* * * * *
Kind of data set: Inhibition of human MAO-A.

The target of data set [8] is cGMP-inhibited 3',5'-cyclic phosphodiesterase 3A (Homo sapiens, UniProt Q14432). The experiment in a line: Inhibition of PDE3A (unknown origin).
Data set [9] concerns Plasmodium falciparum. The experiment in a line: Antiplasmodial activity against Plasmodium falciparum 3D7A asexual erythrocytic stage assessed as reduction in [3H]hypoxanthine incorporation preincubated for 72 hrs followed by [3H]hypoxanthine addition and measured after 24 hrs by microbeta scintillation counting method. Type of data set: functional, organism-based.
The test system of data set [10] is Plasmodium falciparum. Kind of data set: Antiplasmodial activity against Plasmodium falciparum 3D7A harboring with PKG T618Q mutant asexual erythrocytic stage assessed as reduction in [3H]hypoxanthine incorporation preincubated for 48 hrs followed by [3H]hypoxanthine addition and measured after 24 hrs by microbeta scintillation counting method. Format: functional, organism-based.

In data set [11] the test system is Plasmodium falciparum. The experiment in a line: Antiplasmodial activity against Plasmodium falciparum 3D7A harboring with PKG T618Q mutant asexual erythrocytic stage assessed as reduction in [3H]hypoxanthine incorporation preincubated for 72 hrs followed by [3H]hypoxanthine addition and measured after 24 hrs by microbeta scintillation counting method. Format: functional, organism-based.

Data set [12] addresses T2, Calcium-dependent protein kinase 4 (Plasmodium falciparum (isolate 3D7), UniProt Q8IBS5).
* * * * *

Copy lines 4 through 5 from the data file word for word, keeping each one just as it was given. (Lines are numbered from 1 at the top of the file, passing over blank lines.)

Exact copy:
The test system of data set [10] is Plasmodium falciparum. Kind of data set: Antiplasmodial activity against Plasmodium falciparum 3D7A harboring with PKG T618Q mutant asexual erythrocytic stage assessed as reduction in [3H]hypoxanthine incorporation preincubated for 48 hrs followed by [3H]hypoxanthine addition and measured after 24 hrs by microbeta scintillation counting method. Format: functional, organism-based.

In data set [11] the test system is Plasmodium falciparum. The experiment in a line: Antiplasmodial activity against Plasmodium falciparum 3D7A harboring with PKG T618Q mutant asexual erythrocytic stage assessed as reduction in [3H]hypoxanthine incorporation preincubated for 72 hrs followed by [3H]hypoxanthine addition and measured after 24 hrs by microbeta scintillation counting method. Format: functional, organism-based.